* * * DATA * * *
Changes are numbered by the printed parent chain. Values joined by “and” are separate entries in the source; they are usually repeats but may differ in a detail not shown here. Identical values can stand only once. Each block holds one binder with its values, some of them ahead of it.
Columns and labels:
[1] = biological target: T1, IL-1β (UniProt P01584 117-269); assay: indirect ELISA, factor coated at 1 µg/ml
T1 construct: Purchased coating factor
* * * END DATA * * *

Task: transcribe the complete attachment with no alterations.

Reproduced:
Changes are numbered by the printed parent chain. Values joined by “and” are separate entries in the source; they are usually repeats but may differ in a detail not shown here. Identical values can stand only once. Each block holds one binder with its values, some of them ahead of it.
Columns and labels:
[1] = biological target: T1, IL-1β (UniProt P01584 117-269); assay: indirect ELISA, factor coated at 1 µg/ml
T1 construct: Purchased coating factor